- Treat employees well. Their enthusiasm and pride for your business will come through when assisting your clients and customers. Encourage suggestions and create a feeling of trust and respect. Well-trained and compensated employees will stay longer, require less supervision, and cost you less in the long run.
- Do constant research. You can make sure you’re satisfying customers by using surveys and comment cards. Have an employee-of-the-month program and let customers vote and add their comments or special requests to their vote.
- Stay in contact. You need to be in your customers’ minds every time they need to buy something in your industry.
Develop and use mailing lists from orders, contests, or businesscard drawings. Send to people who are already customers more often than you do to random prospects. Give them a new offer or a reason to purchase again.
- Handle problems and complaints promptly. Not every order or purchase will go smoothly—it’s just part of being in business. It’s how you resolve the problem that really matters. Listen to the customer’s view and satisfy him as quickly as you can. Don’t sidestep complaints and make the client ask twice.
- Provide customer education. An informed and knowledgeable customer is a better consumer of your products and
services. Offer verbal instructions and ideas along with easyto- understand brochures. Have on-site classes at no charge for anyone who wants to know more about your industry.
- Cross-train your employees. When someone is off or on vacation, there should always be someone who can step in and handle a customer’s questions. A factory can’t have one part of its assembly line idle, or the entire operation stops. Don’t let there be any gaps in your service or operation.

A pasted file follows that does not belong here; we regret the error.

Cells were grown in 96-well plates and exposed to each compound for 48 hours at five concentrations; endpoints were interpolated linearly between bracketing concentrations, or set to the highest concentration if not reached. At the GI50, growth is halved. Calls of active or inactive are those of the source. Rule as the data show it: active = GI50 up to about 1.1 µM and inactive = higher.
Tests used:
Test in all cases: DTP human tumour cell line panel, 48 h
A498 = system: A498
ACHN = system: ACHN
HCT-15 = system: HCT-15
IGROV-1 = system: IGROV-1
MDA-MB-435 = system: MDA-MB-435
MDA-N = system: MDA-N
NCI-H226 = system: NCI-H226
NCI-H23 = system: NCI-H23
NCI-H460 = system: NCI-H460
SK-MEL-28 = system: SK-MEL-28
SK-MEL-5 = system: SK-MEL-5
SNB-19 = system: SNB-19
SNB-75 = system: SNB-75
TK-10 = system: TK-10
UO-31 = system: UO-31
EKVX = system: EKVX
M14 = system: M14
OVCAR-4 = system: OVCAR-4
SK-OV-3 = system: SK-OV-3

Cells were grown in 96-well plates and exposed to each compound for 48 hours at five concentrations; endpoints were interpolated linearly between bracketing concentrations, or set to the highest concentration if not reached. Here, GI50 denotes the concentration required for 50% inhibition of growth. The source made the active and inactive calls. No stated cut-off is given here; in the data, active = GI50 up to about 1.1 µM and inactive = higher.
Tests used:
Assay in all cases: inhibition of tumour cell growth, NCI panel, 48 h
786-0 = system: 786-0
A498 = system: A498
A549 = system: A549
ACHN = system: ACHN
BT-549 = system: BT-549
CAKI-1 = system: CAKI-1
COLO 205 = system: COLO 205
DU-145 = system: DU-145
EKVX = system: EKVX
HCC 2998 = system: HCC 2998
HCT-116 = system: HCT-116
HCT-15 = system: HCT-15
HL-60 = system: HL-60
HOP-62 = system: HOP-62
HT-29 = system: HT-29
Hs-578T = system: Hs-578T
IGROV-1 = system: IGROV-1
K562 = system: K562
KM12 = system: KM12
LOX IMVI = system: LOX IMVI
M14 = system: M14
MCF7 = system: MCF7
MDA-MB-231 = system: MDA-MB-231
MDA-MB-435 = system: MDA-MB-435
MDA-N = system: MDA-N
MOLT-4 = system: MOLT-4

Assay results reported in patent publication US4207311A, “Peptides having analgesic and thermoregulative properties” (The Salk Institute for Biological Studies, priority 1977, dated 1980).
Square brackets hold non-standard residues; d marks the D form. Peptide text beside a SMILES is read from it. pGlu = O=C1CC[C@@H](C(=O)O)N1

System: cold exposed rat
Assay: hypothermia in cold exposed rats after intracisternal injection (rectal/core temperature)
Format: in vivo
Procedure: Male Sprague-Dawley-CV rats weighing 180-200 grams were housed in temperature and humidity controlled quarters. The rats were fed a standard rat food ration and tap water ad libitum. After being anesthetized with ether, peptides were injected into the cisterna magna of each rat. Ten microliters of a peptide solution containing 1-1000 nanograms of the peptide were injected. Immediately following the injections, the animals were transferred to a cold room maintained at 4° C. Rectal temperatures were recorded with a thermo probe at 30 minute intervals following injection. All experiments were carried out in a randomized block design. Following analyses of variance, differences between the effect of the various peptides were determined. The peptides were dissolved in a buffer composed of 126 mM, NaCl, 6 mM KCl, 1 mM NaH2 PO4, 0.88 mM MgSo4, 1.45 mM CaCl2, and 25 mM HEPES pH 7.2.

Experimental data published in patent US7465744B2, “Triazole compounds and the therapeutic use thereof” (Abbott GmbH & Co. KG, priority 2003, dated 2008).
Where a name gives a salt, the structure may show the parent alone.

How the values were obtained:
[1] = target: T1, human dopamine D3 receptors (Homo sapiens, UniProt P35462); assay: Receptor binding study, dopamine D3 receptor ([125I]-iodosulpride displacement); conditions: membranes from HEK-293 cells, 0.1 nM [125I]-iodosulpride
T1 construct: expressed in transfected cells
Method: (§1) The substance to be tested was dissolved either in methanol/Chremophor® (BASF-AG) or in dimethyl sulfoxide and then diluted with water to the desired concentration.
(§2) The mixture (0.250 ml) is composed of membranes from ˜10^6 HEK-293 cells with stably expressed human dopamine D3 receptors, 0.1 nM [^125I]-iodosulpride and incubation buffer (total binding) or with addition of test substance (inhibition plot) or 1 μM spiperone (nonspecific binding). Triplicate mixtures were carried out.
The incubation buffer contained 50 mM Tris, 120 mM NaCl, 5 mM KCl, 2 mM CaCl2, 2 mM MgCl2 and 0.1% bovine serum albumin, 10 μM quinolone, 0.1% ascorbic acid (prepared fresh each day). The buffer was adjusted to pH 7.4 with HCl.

- Give VIP treatment. Giving special attention, offering special hours, letting them meet the owner/president, and providing other perks can make customers feel like you really appreciate and need their business—which is true. The airlines do this at little expense by providing preferred check-in lines and upgraded seating. Find something you can offer to make your customers feel highly valued and special.
- Get testimonials. Letters and comment cards from satisfied and enthusiastic customers are great selling tools for use with new prospects. No one wants to be a guinea pig, and past performance can create a comfort level for new buyers. You probably won’t get letters from satisfied customers unless you ask, though, so always request them.
- Assess your customers’ needs. Always be thinking of ways to improve your products and services to fulfill your customers’ needs and wants. Often little changes can add big value and increase sales, referrals, and repeat business.
- Use your employees’ ideas. They have everyday contact with your customers and often will have suggestions you didn’t think of. Always reward ideas that you use. Stress the importance of sharing ideas on the very first day and remind employees of this at periodic meetings.
- Use your customers’ ideas. They know what they want to buy, so how can you get any better input? Sell what they want to buy, not what you want to sell. Get out in your store or on the phone and ask them.
The bottom line is that you work hard and spend money to get customers, so don’t let them escape when you have them.
Do anything and everything necessary to satisfy them and keep in contact. Keep them coming back over and over again, and your business will prosper and grow. If you let them make their next purchase elsewhere, you’ll have to start all over again. Remember the old real estate phrase, “Location, location, location?” Well, in small business, it’s, “Repeat, repeat, repeat.”